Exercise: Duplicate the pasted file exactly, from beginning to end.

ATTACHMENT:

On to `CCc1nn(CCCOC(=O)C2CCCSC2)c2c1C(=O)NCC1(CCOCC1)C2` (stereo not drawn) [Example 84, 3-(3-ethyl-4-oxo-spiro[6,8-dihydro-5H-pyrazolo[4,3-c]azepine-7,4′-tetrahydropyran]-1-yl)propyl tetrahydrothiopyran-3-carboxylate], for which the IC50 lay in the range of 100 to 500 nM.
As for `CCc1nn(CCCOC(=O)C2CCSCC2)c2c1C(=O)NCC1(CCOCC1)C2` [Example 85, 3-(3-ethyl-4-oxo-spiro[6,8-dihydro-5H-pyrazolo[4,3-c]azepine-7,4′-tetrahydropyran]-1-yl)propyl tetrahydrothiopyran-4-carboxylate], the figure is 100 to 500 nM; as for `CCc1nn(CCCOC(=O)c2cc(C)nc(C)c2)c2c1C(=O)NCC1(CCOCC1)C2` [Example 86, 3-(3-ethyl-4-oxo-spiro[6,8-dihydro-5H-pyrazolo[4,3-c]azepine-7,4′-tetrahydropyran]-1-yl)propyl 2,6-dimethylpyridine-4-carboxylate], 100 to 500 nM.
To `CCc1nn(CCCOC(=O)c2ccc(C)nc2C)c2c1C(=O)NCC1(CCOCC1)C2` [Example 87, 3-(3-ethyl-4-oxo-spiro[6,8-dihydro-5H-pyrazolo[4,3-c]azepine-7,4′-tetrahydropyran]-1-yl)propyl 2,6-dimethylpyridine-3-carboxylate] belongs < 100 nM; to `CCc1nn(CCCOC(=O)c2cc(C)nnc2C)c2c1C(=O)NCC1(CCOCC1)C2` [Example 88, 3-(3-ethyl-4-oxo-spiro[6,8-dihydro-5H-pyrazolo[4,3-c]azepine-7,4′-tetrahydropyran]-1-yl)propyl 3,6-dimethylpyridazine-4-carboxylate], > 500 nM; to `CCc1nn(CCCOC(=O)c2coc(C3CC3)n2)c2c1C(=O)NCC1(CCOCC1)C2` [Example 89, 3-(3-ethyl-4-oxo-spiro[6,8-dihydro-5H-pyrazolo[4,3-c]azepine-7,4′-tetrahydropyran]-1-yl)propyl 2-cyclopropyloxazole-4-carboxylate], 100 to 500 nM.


On to `CCc1nn(CCCOC(=O)C2CCCSC2)c2c1C(=O)NCC1(CCOCC1)C2` (stereo not drawn) [Example 84, 3-(3-ethyl-4-oxo-spiro[6,8-dihydro-5H-pyrazolo[4,3-c]azepine-7,4′-tetrahydropyran]-1-yl)propyl tetrahydrothiopyran-3-carboxylate], for which the IC50 lay in the range of 100 to 500 nM.
As for `CCc1nn(CCCOC(=O)C2CCSCC2)c2c1C(=O)NCC1(CCOCC1)C2` [Example 85, 3-(3-ethyl-4-oxo-spiro[6,8-dihydro-5H-pyrazolo[4,3-c]azepine-7,4′-tetrahydropyran]-1-yl)propyl tetrahydrothiopyran-4-carboxylate], the figure is 100 to 500 nM; as for `CCc1nn(CCCOC(=O)c2cc(C)nc(C)c2)c2c1C(=O)NCC1(CCOCC1)C2` [Example 86, 3-(3-ethyl-4-oxo-spiro[6,8-dihydro-5H-pyrazolo[4,3-c]azepine-7,4′-tetrahydropyran]-1-yl)propyl 2,6-dimethylpyridine-4-carboxylate], 100 to 500 nM.
To `CCc1nn(CCCOC(=O)c2ccc(C)nc2C)c2c1C(=O)NCC1(CCOCC1)C2` [Example 87, 3-(3-ethyl-4-oxo-spiro[6,8-dihydro-5H-pyrazolo[4,3-c]azepine-7,4′-tetrahydropyran]-1-yl)propyl 2,6-dimethylpyridine-3-carboxylate] belongs < 100 nM; to `CCc1nn(CCCOC(=O)c2cc(C)nnc2C)c2c1C(=O)NCC1(CCOCC1)C2` [Example 88, 3-(3-ethyl-4-oxo-spiro[6,8-dihydro-5H-pyrazolo[4,3-c]azepine-7,4′-tetrahydropyran]-1-yl)propyl 3,6-dimethylpyridazine-4-carboxylate], > 500 nM; to `CCc1nn(CCCOC(=O)c2coc(C3CC3)n2)c2c1C(=O)NCC1(CCOCC1)C2` [Example 89, 3-(3-ethyl-4-oxo-spiro[6,8-dihydro-5H-pyrazolo[4,3-c]azepine-7,4′-tetrahydropyran]-1-yl)propyl 2-cyclopropyloxazole-4-carboxylate], 100 to 500 nM.